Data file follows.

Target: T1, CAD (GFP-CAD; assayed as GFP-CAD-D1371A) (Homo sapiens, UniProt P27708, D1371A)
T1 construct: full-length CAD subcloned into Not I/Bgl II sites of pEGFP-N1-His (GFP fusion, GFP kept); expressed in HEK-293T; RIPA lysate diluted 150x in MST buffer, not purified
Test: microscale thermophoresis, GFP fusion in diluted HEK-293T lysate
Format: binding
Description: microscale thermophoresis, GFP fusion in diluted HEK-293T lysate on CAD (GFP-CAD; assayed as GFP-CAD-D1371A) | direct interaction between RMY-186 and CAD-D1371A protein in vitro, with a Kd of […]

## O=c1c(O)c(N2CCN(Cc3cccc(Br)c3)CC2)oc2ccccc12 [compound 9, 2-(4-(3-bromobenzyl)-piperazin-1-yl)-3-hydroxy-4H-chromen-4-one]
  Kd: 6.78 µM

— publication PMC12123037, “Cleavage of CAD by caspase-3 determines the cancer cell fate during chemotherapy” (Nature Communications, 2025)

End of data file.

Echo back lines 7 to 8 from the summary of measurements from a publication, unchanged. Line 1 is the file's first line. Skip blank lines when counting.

  Kd: 6.78 µM

— publication PMC12123037, “Cleavage of CAD by caspase-3 determines the cancer cell fate during chemotherapy” (Nature Communications, 2025)